Clemson has played Maryland every year since 1952, its longest continuous rivalry against an ACC school. Yeah, something tells me that won’t keep going when Maryland goes to the Big Ten. ... Clemson’s senior class has 33 wins, and even if it wins out, it would still be second behind the winningest class in Clemson history (1990). ... Clemson is seeking its seventh straight win on the road, which would be its longest road winning streak since 1978-79. ... Maryland is averaging four penalties a game, which is the second-fewest in the ACC and tied for 11th-fewest nationally. ... Maryland started 14 underclassmen at Wake on Saturday. That tied for the most underclassmen starts in a game by a Maryland team since 1999.


Clemson Win: 

American psycho 

Clemson Loss: 


Maryland Win:


pennywise laughing

Maryland Loss:

In this GIF, Maryland is the woman in the canoe. She thinks she’s escaped all the carnage. The Injury Bug is played by ... well, you figure it out.

Friday the 13th


Clemson, 37-16. Maryland is in some dire straits right now, and this is make-or-break for Clemson.

N.C. STATE (3-3, 0-3 ACC) AT NO. 3 FLORIDA STATE (6-0, 4-0 ACC)

Time: 3:30 p.m.



Rocky IV. Oh, you laugh. Don’t. In Rocky IV - for those of you unfortunate enough to not already know this - the movie begins with Apollo Creed wanting to set up a fight with Russian heavyweight Ivan Drago. It’s just supposed to be an exhibition. (“THIS IS SUPPOSED TO BE AN EXHIBITION!!!!!” Many outside the N.C. State program have declared this game all but an exhibition for N.C. State. You know you’re going to lose, the rationale goes, so why bring back starting quarterback Brandon Mitchell after he hasn’t played since Week 1? But Drago knows no such words like exhibition. And neither does Florida State. In the midst of the Cold War, Drago had pride in his country, Mother Russia. So, as he said to Rocky, “I must break you.” And Florida State remembers the bitter taste of defeat last year at the hands of N.C. State. And they feel they must break the Wolfpack. Or maybe Mitchell.

But the Wolfpack can find some Drago magic, too. James Brown singing “Living in America” before the game is basically the equivalent of Bobby Bowden planting the spear this weekend before the game. N.C. State is the team that’s going to run out on the field without flash, pomp or circumstance. They’re just there to win. No flash. No silliness. No distractions. (And that’s where the Drago comparison runs out of steam. Unless you want to go with the Dave Doeren is blond and so could slightly resemble Drago.) Drago was the enemy. And yet, he won. So there’s that.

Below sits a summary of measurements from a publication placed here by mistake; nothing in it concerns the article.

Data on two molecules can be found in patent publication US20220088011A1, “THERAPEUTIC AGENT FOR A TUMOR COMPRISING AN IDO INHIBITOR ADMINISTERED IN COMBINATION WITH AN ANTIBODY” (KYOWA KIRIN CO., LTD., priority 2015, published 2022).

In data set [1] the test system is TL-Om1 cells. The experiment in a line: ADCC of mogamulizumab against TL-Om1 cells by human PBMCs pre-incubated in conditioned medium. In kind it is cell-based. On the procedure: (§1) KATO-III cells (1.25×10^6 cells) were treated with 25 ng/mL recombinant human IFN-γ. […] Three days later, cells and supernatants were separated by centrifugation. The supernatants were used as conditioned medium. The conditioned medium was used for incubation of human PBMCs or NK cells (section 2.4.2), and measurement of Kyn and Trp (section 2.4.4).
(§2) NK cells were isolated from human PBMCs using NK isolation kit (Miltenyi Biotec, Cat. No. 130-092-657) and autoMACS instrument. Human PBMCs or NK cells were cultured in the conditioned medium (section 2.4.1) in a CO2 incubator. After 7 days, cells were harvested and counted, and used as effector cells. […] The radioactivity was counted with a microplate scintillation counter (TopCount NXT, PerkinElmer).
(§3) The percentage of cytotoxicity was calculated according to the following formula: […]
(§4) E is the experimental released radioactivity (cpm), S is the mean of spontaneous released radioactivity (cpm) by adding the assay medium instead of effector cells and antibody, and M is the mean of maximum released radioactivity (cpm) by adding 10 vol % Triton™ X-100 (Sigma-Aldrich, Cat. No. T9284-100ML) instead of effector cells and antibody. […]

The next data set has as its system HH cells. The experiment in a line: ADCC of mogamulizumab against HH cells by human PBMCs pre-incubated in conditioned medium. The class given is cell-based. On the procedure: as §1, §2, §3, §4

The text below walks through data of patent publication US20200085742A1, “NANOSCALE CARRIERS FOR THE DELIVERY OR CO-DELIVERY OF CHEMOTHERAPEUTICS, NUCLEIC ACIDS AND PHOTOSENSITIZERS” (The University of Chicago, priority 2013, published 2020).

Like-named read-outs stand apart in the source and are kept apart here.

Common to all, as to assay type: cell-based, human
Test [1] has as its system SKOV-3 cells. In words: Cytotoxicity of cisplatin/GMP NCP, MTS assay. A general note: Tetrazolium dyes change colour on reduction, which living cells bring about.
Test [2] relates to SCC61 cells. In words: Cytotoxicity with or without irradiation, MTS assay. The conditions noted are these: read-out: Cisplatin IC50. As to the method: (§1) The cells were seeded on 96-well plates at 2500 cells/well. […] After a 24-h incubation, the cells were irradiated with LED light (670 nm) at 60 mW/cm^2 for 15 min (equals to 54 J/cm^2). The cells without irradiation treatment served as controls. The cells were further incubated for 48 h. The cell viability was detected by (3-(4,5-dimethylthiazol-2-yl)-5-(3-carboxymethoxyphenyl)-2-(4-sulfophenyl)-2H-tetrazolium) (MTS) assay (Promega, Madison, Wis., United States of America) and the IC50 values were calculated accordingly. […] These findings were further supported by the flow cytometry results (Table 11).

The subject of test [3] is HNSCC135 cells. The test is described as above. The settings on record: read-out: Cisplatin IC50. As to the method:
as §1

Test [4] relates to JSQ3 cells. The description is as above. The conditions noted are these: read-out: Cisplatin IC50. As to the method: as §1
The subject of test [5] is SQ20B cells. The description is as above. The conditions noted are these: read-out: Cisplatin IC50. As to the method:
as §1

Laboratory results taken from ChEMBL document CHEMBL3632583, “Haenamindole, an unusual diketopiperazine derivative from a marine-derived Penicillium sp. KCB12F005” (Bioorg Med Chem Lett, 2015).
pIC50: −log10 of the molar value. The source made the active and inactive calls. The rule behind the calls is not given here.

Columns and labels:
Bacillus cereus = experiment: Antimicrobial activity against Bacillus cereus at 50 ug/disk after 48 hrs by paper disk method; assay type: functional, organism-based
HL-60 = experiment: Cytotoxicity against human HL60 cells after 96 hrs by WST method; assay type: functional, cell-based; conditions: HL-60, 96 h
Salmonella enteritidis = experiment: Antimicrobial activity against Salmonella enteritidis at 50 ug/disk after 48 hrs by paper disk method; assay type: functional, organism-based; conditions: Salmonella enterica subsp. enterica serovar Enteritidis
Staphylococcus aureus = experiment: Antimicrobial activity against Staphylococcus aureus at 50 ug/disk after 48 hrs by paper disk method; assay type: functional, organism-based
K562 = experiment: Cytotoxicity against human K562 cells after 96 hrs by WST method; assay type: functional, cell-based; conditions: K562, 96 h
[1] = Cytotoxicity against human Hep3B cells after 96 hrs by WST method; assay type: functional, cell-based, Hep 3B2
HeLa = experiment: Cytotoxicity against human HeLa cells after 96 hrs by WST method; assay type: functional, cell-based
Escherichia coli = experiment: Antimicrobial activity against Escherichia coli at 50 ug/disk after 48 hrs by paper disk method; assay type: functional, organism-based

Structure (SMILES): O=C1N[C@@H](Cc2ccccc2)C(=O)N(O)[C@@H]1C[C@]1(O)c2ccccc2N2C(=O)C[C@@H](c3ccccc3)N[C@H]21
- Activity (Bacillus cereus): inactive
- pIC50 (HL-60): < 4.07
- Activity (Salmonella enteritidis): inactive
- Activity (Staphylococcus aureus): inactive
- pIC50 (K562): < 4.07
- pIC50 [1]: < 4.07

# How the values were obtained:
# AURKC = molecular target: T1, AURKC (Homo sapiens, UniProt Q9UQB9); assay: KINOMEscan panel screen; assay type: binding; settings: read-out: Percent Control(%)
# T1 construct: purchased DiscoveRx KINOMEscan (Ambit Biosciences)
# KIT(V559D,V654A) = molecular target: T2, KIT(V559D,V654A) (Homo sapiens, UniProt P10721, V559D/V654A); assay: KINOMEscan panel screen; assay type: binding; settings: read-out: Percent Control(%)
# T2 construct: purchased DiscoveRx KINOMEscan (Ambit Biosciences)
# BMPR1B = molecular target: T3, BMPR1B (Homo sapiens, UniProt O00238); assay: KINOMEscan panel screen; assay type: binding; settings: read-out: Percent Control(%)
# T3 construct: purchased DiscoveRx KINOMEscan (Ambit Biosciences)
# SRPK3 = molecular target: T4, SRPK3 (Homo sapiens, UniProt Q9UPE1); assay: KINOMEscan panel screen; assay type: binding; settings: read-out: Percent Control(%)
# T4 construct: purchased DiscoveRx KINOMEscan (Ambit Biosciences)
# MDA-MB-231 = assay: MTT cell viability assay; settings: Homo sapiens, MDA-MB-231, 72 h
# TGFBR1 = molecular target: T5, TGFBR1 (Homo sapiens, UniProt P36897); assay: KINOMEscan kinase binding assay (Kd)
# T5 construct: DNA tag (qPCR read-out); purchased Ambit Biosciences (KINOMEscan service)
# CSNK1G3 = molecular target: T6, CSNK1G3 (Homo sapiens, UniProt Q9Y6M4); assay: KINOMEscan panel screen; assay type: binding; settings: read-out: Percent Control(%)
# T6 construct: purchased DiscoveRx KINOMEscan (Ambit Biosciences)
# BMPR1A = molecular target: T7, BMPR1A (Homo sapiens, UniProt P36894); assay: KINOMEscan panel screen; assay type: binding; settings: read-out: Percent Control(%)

N.C. State, in reality, is Apollo Creed. The Wolfpack is AMERICA. “God, I feel born again,” Brandon Mitchell might say, as he runs out on the field in a red, white and blue sparkly top hat. “I want you!” he’ll say, pointing at the FSU defense, Uncle Sam-style. No matter what, Creed was not going to give up. And after a round of getting punched in the face so hard that there’s absolutely no question he has a concussion, Rocky wants to stop the fight. Just like the anti-N.C. State media wants to stop Mitchell from playing. But Creed makes him promise he won’t.“You don’t stop this fight. No matter what.” He puts his mouthpiece back in, which will surely protect him from massive head trauma to come, and repeats it for emphasis. “No matter what.”

Now, if the fight actually goes like it does in the movie ... well, that’s where the comparison runs out of steam. I’m not saying that anyone is going to die in Tallahassee (spoiler alert). No, here’s the comparison: Rocky promised Apollo that he wouldn’t throw in the towel. So even as he has it in his hand, ready to throw it into the ring and at least make sure one of his best friends lives, he can’t bring himself to do it. Apollo is not ABOUT to go out like that. Because he’s ‘Merica. And so is N.C. State. They are NOT going to throw in the damn towel!

Maybe Mitchell gets hit hard. Maybe someone gets hurt in this game playing against an FSU defense that is still mad about last year. Maybe Mitchell doesn’t look great against that defense. So what? The Wolfpack is not going to go out like that. Not against Florida State, or anybody. Mitchell is ready, especially after watching thison a loop. Mitchell’s own family might be telling him not to do this. But hopefully, he has someone more supportive than Adrian on his side, who is the WORST.